Page 5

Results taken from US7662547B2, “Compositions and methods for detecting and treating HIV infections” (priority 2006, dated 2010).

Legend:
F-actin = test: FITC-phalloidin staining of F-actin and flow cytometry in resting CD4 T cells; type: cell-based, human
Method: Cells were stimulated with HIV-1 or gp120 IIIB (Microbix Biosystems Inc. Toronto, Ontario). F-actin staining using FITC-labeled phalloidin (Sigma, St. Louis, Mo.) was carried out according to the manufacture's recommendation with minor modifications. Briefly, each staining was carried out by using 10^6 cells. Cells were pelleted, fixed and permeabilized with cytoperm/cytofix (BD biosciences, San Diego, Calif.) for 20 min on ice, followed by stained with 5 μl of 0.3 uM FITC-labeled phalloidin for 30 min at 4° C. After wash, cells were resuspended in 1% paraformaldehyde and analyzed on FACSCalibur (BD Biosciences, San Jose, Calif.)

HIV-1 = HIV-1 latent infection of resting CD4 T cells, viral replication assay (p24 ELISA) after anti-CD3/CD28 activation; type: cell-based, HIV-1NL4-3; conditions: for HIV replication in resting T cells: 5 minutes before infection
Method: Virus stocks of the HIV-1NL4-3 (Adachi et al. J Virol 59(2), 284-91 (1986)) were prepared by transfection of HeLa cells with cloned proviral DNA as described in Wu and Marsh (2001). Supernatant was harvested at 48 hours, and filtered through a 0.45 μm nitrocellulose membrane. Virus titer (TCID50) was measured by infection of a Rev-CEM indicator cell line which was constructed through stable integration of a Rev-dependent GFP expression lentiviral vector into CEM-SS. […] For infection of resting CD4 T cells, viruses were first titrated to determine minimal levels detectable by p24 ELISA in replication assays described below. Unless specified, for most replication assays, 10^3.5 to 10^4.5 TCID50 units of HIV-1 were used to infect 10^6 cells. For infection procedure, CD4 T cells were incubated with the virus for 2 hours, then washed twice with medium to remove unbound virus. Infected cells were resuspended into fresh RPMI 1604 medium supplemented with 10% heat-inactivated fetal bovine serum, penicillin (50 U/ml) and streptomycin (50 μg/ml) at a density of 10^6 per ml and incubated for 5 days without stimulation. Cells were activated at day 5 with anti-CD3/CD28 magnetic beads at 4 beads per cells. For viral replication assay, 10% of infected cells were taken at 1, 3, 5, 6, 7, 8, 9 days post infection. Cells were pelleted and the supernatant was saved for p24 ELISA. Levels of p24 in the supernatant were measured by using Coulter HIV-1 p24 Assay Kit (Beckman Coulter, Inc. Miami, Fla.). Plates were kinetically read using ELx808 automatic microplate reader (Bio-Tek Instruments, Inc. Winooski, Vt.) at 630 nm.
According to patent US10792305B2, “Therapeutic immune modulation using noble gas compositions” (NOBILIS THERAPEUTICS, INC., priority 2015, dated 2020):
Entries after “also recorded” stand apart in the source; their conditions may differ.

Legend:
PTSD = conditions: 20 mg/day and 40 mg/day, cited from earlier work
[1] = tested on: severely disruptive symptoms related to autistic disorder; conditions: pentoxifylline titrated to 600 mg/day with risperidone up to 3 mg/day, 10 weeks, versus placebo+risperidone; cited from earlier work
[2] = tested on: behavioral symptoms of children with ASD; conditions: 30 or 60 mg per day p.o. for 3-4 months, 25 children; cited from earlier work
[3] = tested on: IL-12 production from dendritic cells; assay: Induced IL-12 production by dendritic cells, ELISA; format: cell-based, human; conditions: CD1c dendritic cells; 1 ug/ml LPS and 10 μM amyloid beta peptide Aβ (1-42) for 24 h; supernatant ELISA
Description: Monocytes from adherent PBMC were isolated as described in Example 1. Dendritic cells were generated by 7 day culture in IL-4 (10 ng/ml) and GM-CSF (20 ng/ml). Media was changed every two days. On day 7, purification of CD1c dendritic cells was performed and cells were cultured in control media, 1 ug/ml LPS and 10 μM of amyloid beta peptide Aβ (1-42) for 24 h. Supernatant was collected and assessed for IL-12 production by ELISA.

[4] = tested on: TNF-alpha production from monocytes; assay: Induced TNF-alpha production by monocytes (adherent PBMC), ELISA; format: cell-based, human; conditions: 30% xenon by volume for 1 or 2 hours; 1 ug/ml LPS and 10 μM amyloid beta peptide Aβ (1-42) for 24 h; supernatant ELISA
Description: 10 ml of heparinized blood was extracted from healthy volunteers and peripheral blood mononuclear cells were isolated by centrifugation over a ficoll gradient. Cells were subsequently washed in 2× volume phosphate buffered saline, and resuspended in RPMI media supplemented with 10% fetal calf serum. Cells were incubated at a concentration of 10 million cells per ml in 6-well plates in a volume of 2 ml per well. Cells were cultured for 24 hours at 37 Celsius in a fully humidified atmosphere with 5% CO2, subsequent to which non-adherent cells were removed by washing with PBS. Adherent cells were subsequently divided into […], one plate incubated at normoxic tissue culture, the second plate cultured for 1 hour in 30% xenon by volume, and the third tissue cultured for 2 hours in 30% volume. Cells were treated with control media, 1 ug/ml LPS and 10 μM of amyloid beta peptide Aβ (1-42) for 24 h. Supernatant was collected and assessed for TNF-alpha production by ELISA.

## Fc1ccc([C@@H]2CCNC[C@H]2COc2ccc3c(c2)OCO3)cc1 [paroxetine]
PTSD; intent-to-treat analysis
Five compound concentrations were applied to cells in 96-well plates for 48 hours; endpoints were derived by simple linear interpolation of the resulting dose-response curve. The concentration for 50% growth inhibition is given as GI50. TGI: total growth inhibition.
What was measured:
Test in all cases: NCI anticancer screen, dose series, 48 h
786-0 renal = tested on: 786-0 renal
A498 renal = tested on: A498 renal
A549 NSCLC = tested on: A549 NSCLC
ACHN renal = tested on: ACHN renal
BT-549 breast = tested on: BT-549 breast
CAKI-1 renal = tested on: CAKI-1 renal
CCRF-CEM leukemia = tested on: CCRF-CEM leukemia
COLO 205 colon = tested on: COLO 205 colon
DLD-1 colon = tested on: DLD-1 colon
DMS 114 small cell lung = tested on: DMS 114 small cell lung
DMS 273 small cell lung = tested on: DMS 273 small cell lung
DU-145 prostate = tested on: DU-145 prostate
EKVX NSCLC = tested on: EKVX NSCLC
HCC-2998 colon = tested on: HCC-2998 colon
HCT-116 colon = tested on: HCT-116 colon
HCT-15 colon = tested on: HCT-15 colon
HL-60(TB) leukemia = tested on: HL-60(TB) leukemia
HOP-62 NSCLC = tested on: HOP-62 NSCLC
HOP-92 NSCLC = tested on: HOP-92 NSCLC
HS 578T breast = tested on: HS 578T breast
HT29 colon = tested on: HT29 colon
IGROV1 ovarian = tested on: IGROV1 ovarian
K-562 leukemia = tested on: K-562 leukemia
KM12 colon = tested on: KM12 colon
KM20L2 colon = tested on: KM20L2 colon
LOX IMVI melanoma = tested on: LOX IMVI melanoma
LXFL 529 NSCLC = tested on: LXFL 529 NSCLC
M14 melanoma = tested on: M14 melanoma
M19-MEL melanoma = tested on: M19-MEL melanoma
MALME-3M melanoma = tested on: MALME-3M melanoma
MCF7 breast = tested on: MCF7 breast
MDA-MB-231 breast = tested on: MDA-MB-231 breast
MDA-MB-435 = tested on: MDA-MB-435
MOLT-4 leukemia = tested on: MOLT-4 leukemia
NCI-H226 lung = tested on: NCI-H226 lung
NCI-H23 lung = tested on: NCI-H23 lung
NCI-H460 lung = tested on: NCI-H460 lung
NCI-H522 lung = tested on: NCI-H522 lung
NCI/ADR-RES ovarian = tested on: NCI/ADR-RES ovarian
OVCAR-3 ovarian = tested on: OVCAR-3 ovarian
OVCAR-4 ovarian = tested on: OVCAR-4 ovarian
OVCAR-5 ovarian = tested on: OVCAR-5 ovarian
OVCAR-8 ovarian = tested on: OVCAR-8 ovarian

Decker defend his book, The God Makers, banned from that city’s Murphy Memorial Library . While Decker spoke, the auditorium “echoed with Amens and hallelujahs.” A library representative said the book was rejected because it is too controversial and biased and because it belittles a faith. 1/ Campaign contributions by political action committees in each two-year election cycle would be restricted to a mere $100,000 for U.S. House’ candidates and to between $175,000 and $750,000 for Senate candidates, depending on a state’s population, if a . bill pending in Congress -becomes law. The bill is co-sponsored by Democratic U.S. Reps. Jake Pickle of Austin, Albert Bustamante of San AntoniO, and John Bryant of Dallas, and has the support of Common Cause of Texas, the Gray Panthers; People for the American Way, Public CitiZen, Tarrant County Democratic Women’s Club, Tarrant County Senior Citizens Alliance, the. American Association of University Women Association, and the Texas Women’s Political Caucus. With Rep. John Bryant of Dallas in the lead, the U.S. House passed an extensive revision of the antiqUated federal rape statutes. Under the Sexual Abuse Act of. 1986 passed without a record vote homosexual rape is proscribed for the first time, forms of sexual abuse other than rape are made illegal, spouses are not exempted frbm the rape statute, and a person raped is not required to,have struggled physically against the attacker. Presidential Tippytoe In a recent Austin American-Statesman column, Dave McNeely reported that Sen. John Montford of Lubbock said he was “dumbfounded earlier this year when a poll of his district showed his constituents like President Reagan but not his policies,” while indicating that they like Gov. Mark White’s policies but dislike him. McNeely said, “Montford blamed the national administration for failing to respOnd to the oil crisis.’ “But,” MOntford said, “for some reason the President can tippytoe through all of that and his image is not even scratched .-and everybOdy else is taking a hit.” BOOKSAND-THE-CULTURE Places. to Hide AFLATLAND FABLE is another of Joe Coomer’s fine, small tales. I do not use the word “small” to disparage the work. On the contrary,’ Coomer, in Flatland, like Larry McMurtry and John Updike in their early works, is a master of lyric brevity, able to compress a resonant novel into fewer than 200 *pages. Coomer manages to write the world into a small space, and like a brain surgeon with his scalpel, wields. his pen accurately and incisively. Although Coomer’s novel lacks the dense, layered complexity of a book like Robert Stone’s A Flag for Sunrise, it holds its own quite well when judged against others in its weight class, such as’ McMurtry’s Horseman, Pass. By and Updike’s The Poorhouse Fair. Coomer, who lives in Azle, Texas, and is a graduate of SMU, is the author of two previous novels. The Decatur Road, his first, won the Texas Institute of Letters Award for Best Fiction in 1983 and established its young author Gary Pomerantz, a regular Observer contributor, is a freelance writer living in Houston. vital new voice in American fiction. In Decatur Road, Coomer packed fifty years of .a family’s life in the Appalachian hill country of. Kentucky into 192 pages of poetic prose. His second .novel, Kentucky ,Love, published last year, was also set in the Jush, verdant farmlands of Appalachia,’ but it was markedly A.FLATLAND FABLE By Joe Coomer Austin: Texas Monthly Press, 1986 167 pages, $12.95 different from Decatur Road. Kentucky Love tells the story Of a young man’s coming of age of first love and loss of loVe, of the usual college student shenanigans, and of a young “man measuring himself against the World: It reads more like a first novel than a second, although it, too, given the shortcomings of the genre in which it is written, is a small, nearly perfect creation. It, too, is a slender book 185 pages. Now, with A Flatland Fable, Coomer’s shortest . book yet, he returns stylistically, to the technique of close observation he used so well in his first book, although he shifts his focus from the rich hill country of Decatur and Kentucky to a place where “The land for miles around is a level spot, flat ground,” and where “. . . there is just the flatness with some grass, a little range brush, and an occasional rock.” OOMER’S STORY takes place in Eckley and tells of a day’ in the life of Horgan, Eckley’s fireman and Little League coach. In Eckley, “there is very little or nothing going on at all. . . . A good long slow rain wouldn’t hurt.” The town is noted only for its large grain elevator, owned and operated by Miss Marian Eckley, the town tyrant and benefactor. Most of the able-bodied men in Eckley are employed at the Eckley Grain Elevator, and Miss Eckley, although the town’s only major employer, is not a kind or munificent boss. About the only thing to do for fun in Eckley is play baseball; lucky for the residents that the land is made for it. “The land for miles around is a baseball field,” Coomer writes. “Carry a home plate with you and you can stop anywhere, plug it in, and begin play, hit away.” . Horgan is a passive, intelligent, middle-aged man who had the great, good fortune to marry a young, lusty woman. Kidder, Horgan’s wife, is a perfect.portrait of fidelity and love. The only hitch is that she wants a child, and, so far, after six months of trying, has no luck. But Kidder will not be defeated, and in the day’s action that Coomer’s book frames, she and Horgan try again and again. They try first thing in the morning \(“I think I can,” Horgan “Let me finish my Spaghetti-Os first,” Horgan THE TEXAS OBSERVER 17 By Gary Pomerantz